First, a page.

Civil rights groups sued the Los Angeles Police Department and the Sheriff's Department today over both agencies' alleged failure to produce records related to the use of automatic license plate readers.
According to the lawsuit filed by the Electronic Frontier Foundation and the American Civil Liberties Union of Southern California, the LAPD and the Los Angeles County Sheriff's Department refuse to provide requested information on policy and training, as well as a week's worth of ALPR data collected by the agencies last year.
Mounted on squad cars and telephone poles, the camera systems read license plates and record the time, date, and location a particular car was encountered.
The plaintiffs allege they filed requests under the California Public Records Act for the documents, but while the departments produced some materials, they failed to give up materials related to the sharing of information with other agencies.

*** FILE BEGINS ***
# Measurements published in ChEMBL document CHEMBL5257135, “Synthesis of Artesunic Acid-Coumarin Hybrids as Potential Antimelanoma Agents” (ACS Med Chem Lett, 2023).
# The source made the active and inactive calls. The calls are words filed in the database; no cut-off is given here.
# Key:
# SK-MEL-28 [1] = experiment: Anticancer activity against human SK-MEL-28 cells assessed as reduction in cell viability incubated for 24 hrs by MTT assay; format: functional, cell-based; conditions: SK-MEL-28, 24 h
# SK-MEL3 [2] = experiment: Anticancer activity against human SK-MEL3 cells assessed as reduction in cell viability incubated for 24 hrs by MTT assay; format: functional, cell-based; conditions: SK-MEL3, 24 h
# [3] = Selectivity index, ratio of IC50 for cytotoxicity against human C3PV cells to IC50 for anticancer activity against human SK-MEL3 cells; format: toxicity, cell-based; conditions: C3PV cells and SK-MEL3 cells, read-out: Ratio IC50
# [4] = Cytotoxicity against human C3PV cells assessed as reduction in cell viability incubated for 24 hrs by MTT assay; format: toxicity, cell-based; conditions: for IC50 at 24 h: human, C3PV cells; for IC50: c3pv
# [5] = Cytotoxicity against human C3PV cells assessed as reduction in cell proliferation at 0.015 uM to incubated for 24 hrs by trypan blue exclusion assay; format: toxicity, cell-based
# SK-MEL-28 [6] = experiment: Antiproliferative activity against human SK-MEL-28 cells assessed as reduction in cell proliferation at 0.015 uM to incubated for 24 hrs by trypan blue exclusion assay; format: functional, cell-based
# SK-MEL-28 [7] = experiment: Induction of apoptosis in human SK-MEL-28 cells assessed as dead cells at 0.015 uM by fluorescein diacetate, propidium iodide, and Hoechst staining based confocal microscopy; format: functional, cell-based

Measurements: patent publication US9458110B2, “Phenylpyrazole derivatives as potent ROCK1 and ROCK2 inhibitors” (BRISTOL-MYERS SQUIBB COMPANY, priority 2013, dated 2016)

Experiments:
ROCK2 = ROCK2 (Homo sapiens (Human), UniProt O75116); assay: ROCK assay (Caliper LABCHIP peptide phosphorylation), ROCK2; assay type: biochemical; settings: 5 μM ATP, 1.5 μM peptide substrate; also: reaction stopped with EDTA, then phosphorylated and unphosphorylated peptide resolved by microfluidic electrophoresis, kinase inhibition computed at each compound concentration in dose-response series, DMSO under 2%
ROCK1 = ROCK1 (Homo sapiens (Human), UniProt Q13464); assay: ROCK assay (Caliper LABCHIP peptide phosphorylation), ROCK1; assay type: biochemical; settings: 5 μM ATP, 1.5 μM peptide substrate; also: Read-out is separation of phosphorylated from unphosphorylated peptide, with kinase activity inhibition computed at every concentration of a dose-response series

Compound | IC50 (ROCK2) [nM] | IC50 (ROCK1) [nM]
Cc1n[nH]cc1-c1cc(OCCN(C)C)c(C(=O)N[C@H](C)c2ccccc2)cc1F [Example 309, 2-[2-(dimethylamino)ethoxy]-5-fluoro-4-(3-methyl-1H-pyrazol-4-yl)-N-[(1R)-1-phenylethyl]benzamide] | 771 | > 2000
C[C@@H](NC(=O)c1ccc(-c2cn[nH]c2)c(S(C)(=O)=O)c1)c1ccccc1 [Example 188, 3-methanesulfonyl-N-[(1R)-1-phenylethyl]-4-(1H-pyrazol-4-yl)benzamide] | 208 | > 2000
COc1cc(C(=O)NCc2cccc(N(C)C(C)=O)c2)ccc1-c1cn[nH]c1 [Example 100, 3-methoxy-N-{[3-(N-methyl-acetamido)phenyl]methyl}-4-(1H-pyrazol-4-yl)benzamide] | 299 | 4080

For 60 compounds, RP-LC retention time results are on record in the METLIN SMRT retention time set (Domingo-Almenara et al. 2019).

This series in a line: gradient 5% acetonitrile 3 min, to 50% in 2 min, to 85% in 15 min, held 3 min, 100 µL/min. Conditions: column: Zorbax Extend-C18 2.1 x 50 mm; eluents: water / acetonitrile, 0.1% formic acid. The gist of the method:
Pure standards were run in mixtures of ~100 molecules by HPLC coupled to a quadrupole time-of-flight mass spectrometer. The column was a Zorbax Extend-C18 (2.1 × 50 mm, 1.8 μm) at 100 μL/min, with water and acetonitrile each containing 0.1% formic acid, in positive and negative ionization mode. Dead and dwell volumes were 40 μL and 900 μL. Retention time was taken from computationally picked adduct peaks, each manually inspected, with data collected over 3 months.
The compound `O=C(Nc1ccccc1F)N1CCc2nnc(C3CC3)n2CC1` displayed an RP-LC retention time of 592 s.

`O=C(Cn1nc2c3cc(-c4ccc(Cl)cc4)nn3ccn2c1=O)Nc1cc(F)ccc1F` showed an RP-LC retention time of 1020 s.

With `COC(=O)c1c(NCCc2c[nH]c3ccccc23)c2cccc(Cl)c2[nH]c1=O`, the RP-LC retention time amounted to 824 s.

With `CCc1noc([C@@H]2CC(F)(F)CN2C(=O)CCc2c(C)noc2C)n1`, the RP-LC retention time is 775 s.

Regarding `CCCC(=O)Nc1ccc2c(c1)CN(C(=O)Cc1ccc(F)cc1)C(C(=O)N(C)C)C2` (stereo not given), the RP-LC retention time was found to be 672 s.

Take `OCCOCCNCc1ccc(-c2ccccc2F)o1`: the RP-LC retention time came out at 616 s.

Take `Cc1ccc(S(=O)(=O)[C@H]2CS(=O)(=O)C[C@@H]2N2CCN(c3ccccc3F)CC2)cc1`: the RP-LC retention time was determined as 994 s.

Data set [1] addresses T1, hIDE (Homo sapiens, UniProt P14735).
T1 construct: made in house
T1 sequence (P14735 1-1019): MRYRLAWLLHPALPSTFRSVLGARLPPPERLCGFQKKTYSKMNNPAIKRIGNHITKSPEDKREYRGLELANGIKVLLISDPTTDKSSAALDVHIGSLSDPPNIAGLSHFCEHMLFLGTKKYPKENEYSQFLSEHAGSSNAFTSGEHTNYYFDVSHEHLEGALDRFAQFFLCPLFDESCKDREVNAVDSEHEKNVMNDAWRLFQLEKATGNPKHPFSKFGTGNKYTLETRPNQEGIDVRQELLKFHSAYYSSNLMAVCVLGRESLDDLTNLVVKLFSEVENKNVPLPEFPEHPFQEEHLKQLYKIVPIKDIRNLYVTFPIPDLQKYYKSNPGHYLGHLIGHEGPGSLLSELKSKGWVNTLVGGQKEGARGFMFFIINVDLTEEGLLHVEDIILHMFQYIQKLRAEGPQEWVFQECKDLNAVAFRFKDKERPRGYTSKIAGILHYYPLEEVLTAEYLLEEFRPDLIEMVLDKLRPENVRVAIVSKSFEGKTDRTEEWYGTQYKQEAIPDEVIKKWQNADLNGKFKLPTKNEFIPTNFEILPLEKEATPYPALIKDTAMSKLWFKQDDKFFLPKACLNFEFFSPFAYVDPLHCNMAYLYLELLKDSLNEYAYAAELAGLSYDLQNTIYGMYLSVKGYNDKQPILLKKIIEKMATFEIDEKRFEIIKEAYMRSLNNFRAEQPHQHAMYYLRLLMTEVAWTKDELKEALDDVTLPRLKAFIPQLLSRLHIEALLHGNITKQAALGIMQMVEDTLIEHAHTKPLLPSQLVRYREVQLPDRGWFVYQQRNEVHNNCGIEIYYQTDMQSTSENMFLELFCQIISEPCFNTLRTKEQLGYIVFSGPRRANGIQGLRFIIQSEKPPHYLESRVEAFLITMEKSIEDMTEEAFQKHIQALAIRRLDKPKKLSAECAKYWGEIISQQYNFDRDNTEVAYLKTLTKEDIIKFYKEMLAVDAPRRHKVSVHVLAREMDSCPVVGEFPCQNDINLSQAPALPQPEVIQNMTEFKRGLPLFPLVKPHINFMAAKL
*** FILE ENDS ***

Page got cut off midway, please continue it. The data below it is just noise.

Neither agency has produced data collected during the one-week period, according to the complaint filed in Los Angeles Superior Court.
Neither law enforcement agency immediately released a response to the suit.
"Location-based information like license plate data can be very revealing," said Jennifer Lynch, an EFF staff attorney.
"By matching your car to a particular time, date, and location -- and building a database of that information over time -- law enforcement can learn where you work and live, what doctor you go to, which religious services you attend and who your friends are," she said. "The public needs access to data the police actually have collected to be able to make informed decisions about how ALPR systems can and can't be used."